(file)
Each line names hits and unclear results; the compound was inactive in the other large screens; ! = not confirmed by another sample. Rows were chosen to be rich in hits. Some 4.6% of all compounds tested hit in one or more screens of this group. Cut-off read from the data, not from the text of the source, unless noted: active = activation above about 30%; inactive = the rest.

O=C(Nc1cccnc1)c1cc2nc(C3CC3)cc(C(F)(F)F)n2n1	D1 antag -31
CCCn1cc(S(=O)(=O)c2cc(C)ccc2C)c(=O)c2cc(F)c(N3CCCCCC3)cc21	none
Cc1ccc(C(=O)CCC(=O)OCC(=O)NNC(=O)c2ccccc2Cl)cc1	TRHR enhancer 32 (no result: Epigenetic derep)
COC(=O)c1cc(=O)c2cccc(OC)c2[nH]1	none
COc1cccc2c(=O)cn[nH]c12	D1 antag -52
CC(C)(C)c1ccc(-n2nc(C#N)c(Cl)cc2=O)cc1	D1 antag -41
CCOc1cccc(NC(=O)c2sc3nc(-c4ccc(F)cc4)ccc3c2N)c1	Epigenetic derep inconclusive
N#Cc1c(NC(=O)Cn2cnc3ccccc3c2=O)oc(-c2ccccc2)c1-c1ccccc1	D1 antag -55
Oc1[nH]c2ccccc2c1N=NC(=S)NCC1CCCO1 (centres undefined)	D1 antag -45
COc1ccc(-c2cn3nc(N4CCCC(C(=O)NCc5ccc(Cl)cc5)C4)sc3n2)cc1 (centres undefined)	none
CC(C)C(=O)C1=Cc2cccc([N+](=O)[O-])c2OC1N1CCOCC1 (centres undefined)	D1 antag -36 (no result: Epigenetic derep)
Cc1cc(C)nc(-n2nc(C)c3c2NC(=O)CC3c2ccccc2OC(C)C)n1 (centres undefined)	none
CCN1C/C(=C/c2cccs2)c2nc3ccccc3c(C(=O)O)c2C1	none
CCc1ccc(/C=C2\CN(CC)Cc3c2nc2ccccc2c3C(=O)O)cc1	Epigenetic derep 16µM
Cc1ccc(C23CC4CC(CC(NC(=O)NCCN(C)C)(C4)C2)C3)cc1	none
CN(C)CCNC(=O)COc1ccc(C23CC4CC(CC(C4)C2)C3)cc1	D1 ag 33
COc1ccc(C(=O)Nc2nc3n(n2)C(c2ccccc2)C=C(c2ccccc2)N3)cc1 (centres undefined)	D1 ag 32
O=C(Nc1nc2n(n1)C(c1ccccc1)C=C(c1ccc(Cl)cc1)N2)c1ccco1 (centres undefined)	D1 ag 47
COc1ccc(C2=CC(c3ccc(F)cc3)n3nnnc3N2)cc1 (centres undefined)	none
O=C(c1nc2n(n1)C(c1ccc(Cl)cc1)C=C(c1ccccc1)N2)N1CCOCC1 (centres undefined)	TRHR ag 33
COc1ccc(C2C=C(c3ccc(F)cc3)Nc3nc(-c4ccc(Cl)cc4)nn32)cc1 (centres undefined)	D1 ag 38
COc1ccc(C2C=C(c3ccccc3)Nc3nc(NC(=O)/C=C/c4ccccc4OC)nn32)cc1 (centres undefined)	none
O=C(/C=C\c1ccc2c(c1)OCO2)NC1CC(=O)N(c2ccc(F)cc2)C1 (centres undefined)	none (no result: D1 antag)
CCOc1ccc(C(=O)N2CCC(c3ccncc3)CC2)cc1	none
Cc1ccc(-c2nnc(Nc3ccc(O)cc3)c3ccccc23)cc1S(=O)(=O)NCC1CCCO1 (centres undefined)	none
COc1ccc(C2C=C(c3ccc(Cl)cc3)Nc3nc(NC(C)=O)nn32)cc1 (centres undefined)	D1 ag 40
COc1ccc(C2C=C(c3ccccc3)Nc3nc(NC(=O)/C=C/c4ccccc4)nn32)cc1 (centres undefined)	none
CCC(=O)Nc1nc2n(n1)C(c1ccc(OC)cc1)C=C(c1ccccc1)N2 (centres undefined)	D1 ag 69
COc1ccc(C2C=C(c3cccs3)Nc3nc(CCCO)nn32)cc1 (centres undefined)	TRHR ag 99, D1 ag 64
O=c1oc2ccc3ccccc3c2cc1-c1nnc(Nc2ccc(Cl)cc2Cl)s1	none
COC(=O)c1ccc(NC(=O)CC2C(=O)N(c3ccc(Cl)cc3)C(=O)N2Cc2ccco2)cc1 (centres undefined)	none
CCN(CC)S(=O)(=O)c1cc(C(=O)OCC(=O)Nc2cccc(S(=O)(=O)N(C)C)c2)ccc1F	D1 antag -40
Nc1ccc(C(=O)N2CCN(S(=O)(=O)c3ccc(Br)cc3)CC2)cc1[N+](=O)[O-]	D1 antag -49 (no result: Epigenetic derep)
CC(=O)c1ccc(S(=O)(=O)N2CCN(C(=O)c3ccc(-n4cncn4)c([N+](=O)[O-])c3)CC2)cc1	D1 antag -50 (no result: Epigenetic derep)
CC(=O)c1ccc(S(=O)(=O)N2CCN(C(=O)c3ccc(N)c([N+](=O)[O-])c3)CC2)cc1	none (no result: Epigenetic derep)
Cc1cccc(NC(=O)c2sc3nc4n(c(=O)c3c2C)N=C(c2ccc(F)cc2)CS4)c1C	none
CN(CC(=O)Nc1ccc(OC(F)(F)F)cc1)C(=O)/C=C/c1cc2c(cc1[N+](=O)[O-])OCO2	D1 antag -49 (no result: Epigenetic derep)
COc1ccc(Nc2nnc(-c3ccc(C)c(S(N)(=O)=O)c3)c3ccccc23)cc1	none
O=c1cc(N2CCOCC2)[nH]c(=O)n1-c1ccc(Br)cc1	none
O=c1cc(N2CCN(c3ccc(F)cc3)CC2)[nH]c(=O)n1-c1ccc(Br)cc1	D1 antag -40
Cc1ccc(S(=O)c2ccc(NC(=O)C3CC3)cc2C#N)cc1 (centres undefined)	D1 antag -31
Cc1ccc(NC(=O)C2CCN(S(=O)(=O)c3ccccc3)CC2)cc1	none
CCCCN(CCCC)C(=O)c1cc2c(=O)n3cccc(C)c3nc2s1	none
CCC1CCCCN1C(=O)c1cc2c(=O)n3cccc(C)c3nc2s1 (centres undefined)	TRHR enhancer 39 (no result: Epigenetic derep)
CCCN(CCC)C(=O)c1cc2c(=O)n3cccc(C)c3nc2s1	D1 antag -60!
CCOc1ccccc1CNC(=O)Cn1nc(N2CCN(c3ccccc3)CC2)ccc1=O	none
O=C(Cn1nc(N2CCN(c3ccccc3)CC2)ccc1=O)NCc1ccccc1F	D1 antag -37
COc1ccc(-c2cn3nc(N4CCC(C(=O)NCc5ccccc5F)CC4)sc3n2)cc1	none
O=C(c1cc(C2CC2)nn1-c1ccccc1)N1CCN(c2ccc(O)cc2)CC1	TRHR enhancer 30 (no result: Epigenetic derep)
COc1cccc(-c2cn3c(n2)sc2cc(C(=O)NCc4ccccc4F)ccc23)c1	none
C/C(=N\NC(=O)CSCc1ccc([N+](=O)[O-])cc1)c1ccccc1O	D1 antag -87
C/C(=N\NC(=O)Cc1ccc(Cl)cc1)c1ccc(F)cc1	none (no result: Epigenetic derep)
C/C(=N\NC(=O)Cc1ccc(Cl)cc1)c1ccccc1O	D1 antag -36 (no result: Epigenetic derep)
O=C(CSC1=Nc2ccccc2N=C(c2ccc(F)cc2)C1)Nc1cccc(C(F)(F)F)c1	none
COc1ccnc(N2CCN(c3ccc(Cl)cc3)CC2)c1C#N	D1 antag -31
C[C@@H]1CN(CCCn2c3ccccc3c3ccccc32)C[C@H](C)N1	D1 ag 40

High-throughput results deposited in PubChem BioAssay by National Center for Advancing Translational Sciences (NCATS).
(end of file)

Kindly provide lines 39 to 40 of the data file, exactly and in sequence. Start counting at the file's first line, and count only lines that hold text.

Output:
COc1ccc(Nc2nnc(-c3ccc(C)c(S(N)(=O)=O)c3)c3ccccc23)cc1	none
O=c1cc(N2CCOCC2)[nH]c(=O)n1-c1ccc(Br)cc1	none